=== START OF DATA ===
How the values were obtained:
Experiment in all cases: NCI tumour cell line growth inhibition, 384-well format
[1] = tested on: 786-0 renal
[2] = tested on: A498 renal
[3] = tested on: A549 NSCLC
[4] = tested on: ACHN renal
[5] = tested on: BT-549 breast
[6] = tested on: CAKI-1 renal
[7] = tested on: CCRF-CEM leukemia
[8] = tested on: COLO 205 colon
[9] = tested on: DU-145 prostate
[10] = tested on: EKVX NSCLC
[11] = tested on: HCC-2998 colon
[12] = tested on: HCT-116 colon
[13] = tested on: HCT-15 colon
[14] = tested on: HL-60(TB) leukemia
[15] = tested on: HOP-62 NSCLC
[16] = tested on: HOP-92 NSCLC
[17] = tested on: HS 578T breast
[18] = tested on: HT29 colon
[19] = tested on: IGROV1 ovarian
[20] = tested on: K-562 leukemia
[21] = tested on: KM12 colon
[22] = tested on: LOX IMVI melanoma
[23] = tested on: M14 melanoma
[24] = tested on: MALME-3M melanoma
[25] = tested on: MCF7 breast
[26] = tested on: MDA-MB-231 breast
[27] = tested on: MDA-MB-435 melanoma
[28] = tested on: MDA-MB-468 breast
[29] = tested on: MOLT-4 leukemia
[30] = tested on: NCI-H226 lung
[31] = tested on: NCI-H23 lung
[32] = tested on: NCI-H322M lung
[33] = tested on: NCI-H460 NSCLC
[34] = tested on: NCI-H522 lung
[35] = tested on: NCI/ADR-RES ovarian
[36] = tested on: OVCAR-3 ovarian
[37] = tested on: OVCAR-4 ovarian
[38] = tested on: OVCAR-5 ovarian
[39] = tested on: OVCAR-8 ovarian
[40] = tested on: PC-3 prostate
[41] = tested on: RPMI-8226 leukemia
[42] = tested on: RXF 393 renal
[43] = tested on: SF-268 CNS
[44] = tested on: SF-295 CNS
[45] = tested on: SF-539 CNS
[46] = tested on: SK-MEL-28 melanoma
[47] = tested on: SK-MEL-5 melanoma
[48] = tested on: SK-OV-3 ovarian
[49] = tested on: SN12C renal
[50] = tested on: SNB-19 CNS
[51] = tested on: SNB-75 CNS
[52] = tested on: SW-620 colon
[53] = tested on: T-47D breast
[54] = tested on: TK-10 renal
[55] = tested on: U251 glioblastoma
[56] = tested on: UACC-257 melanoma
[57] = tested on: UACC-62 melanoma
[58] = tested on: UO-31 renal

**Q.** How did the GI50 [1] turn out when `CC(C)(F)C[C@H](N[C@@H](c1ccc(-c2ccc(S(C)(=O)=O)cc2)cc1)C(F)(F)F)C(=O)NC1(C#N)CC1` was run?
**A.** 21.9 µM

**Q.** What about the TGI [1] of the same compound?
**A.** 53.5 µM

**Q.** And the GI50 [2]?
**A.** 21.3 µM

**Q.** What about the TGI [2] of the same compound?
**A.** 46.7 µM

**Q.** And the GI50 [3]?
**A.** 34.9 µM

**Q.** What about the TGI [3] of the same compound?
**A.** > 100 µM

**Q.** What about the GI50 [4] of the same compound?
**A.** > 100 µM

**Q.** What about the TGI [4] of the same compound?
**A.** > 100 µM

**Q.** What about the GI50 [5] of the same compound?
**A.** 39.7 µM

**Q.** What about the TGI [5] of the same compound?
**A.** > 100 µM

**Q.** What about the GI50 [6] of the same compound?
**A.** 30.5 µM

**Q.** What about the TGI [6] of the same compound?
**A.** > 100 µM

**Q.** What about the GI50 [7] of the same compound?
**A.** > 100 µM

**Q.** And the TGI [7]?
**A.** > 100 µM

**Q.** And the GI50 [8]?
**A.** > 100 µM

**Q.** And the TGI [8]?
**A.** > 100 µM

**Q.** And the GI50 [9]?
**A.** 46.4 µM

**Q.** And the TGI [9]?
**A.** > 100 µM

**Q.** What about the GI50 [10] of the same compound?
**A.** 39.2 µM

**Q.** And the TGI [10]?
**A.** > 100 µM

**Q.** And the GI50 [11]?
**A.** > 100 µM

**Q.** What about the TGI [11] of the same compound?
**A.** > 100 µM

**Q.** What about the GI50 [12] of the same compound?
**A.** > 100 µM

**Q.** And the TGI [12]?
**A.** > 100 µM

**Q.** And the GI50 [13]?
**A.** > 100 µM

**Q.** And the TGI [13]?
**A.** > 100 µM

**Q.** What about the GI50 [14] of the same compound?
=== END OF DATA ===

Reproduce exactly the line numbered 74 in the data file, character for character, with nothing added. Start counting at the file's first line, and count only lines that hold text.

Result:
**A.** > 100 µM